Hi, it is the boy from Barrystown, charming, charismatic, ebullient, humble, scholarly, brilliant, wily, blah, blah, blah etc. A historian supreme, and gold and silver for the Barrystown children.

They have put notices on a series of buildings in Duncormick village denoting their historical significance and the Petty Sessions (or court-house) is one of them. The court-house seems so small that it is a mystery of sorts how it accommodated the people at the hearings there. While some of the proceedings were serious enough there was a parallel culture of Petty Sessions comedy—some of the laws, observed and broken, were risible and largely ignored and certain local characters performed in court as if on a stage. The law prohibiting the grazing of live-stock on the sides of the public roads was often ignored and, perhaps, laughed at. People living small farms and corresponding incomes supplemented their supply of grass by going on the “long acre”. Sergeant Newcombe prosecuted Ned Neville at the Duncormick Petty Sessions “for trespass of five cattle on the public highway” in August 1898; my suspicion is that the newspaper reports of such cases exaggerated the quaint and idiomatic diction of the defendants. Major Boyse was chairman of the bench on that day and a lively repartee ensued between Ned Neville and both the Major Boyse and, also, District Inspector Fleming. I quote some of it:–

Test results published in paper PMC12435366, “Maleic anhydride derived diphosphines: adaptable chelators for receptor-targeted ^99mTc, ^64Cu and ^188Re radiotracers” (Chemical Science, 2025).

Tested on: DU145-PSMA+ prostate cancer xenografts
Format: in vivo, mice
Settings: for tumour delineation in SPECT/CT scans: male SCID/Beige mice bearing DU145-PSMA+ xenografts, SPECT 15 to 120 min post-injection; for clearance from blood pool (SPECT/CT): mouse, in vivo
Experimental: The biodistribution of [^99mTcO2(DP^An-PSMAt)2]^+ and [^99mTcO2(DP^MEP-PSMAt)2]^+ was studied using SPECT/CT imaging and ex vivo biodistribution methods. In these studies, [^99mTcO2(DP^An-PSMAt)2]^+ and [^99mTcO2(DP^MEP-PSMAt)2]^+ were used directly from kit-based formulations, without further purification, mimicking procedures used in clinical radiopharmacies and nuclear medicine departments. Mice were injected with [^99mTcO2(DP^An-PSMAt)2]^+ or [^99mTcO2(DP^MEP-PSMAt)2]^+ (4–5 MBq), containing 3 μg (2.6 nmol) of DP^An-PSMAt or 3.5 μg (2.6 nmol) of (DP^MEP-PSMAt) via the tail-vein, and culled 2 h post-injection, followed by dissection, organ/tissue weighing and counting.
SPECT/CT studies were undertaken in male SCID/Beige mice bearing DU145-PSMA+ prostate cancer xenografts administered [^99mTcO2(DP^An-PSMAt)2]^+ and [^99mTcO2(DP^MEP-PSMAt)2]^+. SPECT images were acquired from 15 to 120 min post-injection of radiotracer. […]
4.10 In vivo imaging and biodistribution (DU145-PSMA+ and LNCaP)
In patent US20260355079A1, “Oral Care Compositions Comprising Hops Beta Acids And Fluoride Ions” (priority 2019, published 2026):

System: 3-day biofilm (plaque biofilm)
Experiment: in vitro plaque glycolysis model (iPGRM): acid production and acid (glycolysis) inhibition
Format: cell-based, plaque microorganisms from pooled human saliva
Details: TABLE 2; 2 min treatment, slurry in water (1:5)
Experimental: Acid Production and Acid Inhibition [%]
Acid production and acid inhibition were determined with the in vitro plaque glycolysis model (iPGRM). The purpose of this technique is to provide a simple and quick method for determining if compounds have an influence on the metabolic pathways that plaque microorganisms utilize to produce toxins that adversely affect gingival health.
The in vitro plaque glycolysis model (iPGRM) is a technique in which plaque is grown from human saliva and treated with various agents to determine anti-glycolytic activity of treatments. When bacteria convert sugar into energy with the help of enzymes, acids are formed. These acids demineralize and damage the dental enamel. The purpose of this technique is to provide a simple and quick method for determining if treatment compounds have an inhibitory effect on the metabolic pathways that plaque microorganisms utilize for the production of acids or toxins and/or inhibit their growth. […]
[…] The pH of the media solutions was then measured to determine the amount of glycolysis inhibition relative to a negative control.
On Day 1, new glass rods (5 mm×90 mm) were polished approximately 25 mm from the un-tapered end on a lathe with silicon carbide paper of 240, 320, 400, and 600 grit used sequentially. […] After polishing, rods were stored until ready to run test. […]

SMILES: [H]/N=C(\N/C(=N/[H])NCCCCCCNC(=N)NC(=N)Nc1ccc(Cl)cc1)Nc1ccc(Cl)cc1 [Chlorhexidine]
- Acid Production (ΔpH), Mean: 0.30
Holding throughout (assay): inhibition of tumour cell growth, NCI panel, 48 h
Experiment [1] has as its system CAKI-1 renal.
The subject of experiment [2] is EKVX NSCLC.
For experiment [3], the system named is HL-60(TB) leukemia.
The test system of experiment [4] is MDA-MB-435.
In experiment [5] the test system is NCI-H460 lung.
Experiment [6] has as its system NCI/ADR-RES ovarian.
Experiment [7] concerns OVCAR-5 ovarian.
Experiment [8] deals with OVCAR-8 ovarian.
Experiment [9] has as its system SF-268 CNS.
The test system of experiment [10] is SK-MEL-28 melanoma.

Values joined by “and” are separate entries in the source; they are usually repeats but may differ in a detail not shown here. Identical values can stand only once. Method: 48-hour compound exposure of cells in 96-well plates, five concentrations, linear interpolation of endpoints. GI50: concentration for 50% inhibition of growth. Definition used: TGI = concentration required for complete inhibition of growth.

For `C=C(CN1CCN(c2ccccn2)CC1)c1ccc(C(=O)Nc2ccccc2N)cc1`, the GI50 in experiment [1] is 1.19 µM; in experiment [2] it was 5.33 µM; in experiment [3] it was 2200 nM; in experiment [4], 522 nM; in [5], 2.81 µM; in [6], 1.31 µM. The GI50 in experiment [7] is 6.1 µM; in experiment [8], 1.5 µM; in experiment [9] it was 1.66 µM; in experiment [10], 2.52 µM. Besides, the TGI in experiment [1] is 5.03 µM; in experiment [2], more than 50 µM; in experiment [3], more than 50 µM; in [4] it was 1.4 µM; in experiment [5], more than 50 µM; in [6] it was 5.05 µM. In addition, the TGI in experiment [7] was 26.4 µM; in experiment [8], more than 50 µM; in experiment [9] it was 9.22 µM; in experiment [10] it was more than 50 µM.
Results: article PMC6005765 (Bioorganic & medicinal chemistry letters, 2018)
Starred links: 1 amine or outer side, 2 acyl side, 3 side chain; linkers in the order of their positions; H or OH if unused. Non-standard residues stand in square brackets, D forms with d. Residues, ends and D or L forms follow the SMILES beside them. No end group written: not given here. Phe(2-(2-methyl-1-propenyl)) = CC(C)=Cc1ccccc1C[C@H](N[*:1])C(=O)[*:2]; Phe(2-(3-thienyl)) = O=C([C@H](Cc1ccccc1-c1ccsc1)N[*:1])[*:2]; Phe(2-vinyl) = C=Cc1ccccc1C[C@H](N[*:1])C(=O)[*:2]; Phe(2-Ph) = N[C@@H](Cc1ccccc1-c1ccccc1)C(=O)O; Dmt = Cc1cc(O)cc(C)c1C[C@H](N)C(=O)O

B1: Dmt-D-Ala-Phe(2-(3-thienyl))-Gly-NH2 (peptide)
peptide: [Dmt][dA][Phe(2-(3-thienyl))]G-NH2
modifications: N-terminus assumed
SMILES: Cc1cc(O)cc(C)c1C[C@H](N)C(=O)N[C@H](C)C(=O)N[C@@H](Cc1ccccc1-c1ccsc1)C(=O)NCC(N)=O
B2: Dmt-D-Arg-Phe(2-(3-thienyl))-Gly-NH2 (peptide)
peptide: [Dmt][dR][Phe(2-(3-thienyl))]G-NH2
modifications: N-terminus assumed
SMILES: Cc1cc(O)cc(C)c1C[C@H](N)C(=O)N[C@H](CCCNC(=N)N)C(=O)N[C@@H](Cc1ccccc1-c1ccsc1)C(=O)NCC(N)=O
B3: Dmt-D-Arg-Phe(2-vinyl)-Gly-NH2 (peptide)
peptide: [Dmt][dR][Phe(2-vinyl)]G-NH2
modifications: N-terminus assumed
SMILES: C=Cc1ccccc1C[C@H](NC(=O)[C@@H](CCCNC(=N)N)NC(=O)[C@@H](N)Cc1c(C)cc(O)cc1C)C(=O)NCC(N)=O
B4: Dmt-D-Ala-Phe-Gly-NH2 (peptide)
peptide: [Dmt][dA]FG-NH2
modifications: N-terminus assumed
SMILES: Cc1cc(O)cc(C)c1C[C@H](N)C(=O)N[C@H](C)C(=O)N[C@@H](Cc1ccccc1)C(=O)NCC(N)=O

“Mr Fleming to Ned—You said a while ago that when the cows ran away you sent your son after them. Ned—I did, your honour. Mr Fleming—What did you send him after them for? Ned—Why, of course, sir, to bring them home. Mr Fleming—Or drive them from home—which? Ned (smiling)—You would not accuse me of that, sir? Mr Fleming (to Sergeant Newcombe)—When you saw these cows were they grazing? They were, sir, nice and leisurely. What was Ned’s son doing? Sergeant—I think picking blackberries, sir. Ned—Oh the brat (loud laughter)”

At the conclusion there was this dialogue:–

“Chairman [Major Boyse]—I doubt, Ned, you have a bad case. Ned—Ah, begor, I’m beginning to think that myself now, too (laughter); but Major try and make it a good case for me by not fining me hard; for t’was the hot weather did it all an’ sure it is too soon to go fall out with the fine time yet, ‘til the harvest is over. The times are hard an’ the oats blasted and considering all, gentlemen, I ask you to make it as light as you can. Chairman [Major Boyse]—I think, Ned, we can’t treat you better than fine you 2 shillings and costs. Ned—Begob, hard enough, Major (laughter). Ned—I don’t know what I’ll do with them if the gad fly keeps following them. Chairman—“Tether” them in the field by giving them something to eat.”